artists & participants
From 25 May through 15 August, 2005 Isaac Julien presents his recent works including Creol Phantom (2005) made especially for this exhibition. Isaac Julien was born in London in 1960 and studied at St Martin’s School of Art. He became highly regarded at the end of the 1980s for his documentary and feature films. Isaac Julien currently orients his work towards audio-visual installations and photography. He is one of the most promising artists of his generation.
“Interbreeding,” or what Edouard Glissant calls “creolisation,” is at the heart of Isaac Julien’s investigation. The artist’s formal penetration amounts to a massive critique of our Wester-oritned view of the world, played out across an audio-visual installation. The result creates uneasy and complex questions for the viewer. Isaac Julien essentially renegotiates black identity within our world culture. His installations dissect our culture’s various metaphors for voyage, for example, from Africa to the North Pole, as well as the entrenched and stifling symbolism of established cultural places (museums and libraries), and the other modes of expression (cinema, dance, performance).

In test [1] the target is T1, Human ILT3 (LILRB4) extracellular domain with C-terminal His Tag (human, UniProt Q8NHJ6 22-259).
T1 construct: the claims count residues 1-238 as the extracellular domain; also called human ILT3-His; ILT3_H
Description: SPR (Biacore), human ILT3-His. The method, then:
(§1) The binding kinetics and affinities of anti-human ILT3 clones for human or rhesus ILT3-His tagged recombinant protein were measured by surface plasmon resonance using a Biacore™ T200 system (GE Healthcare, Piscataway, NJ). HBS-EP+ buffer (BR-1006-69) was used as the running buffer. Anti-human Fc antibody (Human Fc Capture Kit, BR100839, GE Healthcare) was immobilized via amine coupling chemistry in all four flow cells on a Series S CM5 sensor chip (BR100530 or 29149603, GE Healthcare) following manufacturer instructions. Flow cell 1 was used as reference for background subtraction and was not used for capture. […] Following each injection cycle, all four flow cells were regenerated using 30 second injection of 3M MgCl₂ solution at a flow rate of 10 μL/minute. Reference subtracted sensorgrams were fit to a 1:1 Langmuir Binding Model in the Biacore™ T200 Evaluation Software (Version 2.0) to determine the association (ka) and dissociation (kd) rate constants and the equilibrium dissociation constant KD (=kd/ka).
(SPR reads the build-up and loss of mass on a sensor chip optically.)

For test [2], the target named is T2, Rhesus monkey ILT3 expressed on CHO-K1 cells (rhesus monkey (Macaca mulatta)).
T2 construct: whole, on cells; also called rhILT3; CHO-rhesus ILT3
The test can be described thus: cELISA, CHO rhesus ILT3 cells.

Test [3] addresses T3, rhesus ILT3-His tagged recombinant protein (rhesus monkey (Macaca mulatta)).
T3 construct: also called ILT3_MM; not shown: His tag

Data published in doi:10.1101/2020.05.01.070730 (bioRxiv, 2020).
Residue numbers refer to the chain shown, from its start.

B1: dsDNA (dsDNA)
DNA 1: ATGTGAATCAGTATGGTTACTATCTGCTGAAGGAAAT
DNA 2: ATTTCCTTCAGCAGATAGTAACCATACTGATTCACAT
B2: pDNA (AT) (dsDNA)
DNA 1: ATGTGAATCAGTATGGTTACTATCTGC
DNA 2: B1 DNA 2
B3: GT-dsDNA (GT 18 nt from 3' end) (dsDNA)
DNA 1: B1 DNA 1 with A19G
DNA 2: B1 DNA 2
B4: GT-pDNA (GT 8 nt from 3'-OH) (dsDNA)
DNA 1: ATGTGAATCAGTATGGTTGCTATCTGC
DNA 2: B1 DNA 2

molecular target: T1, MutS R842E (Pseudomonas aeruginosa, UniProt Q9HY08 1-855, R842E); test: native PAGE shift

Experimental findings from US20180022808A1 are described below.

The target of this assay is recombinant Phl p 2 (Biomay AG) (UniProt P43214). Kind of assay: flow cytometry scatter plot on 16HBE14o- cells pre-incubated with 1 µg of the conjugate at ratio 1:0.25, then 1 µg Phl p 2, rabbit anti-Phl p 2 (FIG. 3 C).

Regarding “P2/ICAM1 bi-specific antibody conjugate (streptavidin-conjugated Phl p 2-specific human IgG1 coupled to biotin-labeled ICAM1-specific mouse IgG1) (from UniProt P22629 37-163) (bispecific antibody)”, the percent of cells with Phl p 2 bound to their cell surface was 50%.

At a time when the visual arts, through countless numbers of exhibitions, conferences and productions, focus on post-colonial theories, Isaac Julien brings together these critical reflections and repositions them in a field that is very much his own. Conceived as “intertextual” journeys, the two audio-visual installations presented – “Fantôme Créole,” 2005 (created specifically for this exhibition) and “Baltimore,” 2003, (acquired by the Centre Pompidou, Musée National d’Art Moderne) – portray rich and sometimes uncomfortable narrative journeys.
Photographs produced during the shooting of “Baltimore” and “Fantôme Créole” accompany the exhibition, showing the relationships between the architecture, the landscape and the film crew, illuminating thus the production process.
only in german
Kurator: Christine Van Assche
Ort: Espace 315